- Find a nice little jar
- Fill it with pieces of scrap silver, for example, this can be objects you've created that you don't like, anything that breaks and is unrepairable, etc.
- When you've accumulated a little stash of silver contact Cookson Gold about their scrap services. You can exchange your scrap for cash or have a credit put on your Cookson Gold account (Cookson have every jewellery making tool under the sun so you'll be spoilt for choice about what to spend it on!)
Cookson Gold, 59 - 83 Vittoria Street, Birmingham, B1 3NZ
Tel : 0121 212 6420
Email : email@example.com
Wednesday, 18 November 2009
Tuesday, 17 November 2009
Mould making is a fantastic way of capturing something you admire and turning it into silver. If you've not had a go at this yet then do, as it's ever so easy and very satisfying. We also cover it in the Advanced Silver Clay Workshop.
To take a mould, you simply knead equal amounts of the two-part moulding compound until it's an even colour and there is no marbling. I've found the best way to take a mould of an object is to place the object on a flat, clean surface and push the moulding compound down over it, rather than pushing the object into the mould. This way you get a lovely, even mould.
Once the mould is set (this takes around 2 to 3 minutes) you're ready to take a cast with your silver clay. Push the clay into the mould, use some cling film or disposable gloves to help you do this as it stops the clay from sticking to your fingers and you won't leave unwanted fingerprints in the clay. Top tip: if you run out of clay around the edges of the mould simply add some syringe clay or paste to top it up. Use a wet finger or water pen to blend it in.
I usually leave the clay to dry in the mould so it can harden and shrink away from the edges, this makes it easier to remove.
Here's an example of a ring I made using a mould taken from a £1 ring from Top Shop! We now stock the moulding compund in our on-line shop silver clay creations shop
Monday, 16 November 2009
I've discovered a brand new use for my water moisture pen. It's a great tool for using to smooth out cracks and flaws on the clay. You simply fill the barrel up with water and squeese to release water into the brush tip.
I've found that when you fill the barrel with olive oil it's also useful for smoothing the oil over texture tiles and cookie cutters to stop the clay from sticking. Plus you get to keep your hands nice and clean. Perfect!
Here's a sneak preview of a leaf shaped fruit bowl for the January issue, complete with cute fimo fruit that my daughter Estella helped me make.
Friday, 13 November 2009
Just got my new copy of Beads and Beyond magazine and I'm really inspired by the winners of the Metal Clay Jewellery Maker of the Year competition. All the pieces were beautiful but I actually prefered one of the shortlisted entries best. Katrina Lucas designed an utterly gorgeous Arum lily necklace. I love it so much that I'm going to make one this weekend and post the finished picture up for you to see how I get on. Katrina's necklace has six flowers but I think it would look divine with one large lily on a silver wire.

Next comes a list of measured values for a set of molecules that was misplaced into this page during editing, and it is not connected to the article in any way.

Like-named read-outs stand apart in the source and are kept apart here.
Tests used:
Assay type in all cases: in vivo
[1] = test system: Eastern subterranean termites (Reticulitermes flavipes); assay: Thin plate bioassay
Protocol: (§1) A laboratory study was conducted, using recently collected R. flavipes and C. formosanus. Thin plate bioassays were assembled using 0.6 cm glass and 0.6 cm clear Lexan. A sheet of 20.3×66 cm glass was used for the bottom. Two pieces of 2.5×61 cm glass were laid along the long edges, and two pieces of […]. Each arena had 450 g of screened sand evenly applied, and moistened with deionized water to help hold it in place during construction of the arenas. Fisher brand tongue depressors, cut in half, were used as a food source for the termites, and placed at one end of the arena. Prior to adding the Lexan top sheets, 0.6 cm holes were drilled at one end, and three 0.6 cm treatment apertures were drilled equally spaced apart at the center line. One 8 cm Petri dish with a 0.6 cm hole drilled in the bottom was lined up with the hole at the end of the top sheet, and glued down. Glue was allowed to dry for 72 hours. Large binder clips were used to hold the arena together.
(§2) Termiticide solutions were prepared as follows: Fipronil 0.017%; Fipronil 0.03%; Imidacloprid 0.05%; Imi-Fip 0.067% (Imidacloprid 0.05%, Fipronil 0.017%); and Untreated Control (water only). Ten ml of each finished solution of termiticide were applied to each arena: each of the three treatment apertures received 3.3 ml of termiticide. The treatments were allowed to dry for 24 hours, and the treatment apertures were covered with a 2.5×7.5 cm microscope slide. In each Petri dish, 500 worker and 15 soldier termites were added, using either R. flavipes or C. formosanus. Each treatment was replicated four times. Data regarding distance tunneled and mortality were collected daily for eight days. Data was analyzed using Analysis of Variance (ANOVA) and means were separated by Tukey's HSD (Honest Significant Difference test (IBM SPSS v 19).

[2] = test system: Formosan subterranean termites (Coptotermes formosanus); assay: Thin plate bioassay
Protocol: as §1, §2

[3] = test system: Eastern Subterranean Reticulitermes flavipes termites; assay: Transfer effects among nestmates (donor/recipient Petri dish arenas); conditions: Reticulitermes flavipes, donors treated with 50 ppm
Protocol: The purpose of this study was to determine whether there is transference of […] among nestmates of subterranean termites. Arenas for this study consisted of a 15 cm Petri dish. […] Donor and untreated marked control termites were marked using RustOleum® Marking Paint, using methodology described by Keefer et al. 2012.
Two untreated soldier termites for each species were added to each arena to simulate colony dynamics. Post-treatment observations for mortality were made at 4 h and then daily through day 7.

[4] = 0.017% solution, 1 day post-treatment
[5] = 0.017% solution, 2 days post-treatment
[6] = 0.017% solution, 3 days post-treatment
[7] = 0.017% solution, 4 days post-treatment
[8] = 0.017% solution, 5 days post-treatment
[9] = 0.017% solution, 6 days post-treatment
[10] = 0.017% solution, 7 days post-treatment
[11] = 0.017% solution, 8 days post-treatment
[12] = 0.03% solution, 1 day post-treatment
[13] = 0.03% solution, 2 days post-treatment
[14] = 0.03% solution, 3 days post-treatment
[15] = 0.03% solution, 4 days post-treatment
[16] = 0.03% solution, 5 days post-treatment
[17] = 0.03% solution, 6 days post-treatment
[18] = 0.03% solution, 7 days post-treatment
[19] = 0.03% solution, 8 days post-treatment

That's the best part of design, improving on whatever we see around us. If my necklace is half as good as Katrina's I'll be happy!
Thursday, 12 November 2009
Tuesday, 10 November 2009
Being rebellious by nature I took the bull by the horns, threw caution to the winds and decided to make my own bangle by my own methods. I rolled out each piece of the bangle separately and used syringe clay to paste the pieces together, otherwise you'd need an enormous amount of clay. I didn't have a bangle mandrel, so simply wrapped the clay around an existing cuff I had in my jewellery box. I'm very happy with the end result, it's got great flexibility so I can squeeze it to fit my wrist and then to gently open it up again when I need to take it off. I used 50 grams of clay altogether (not including syringe clay) but it truly worth its weight in silver as I love to wear it.
Here's Heidi's gorgeous bangle (on the left) expertly photographed by my partner David. It's set with mineral accents which are supposed to stay put when pressed into the wet clay...except they didn't, another joyous learning curve! If at first you don't succeed as they say...so we waited until the bangle had been fired and then used clear resin to set the mineral accents, which worked a treat. A really lovely design feature of the bangle is one of the corners has been rounded off. This was came about by sheer fluke as it slipped out of Heidi's hand whilst she was sanding it and the corner broke off into several unsalvageable pieces. So she decided to sand the corner off in this rounded fashion and voila, it's a thing of true beauty!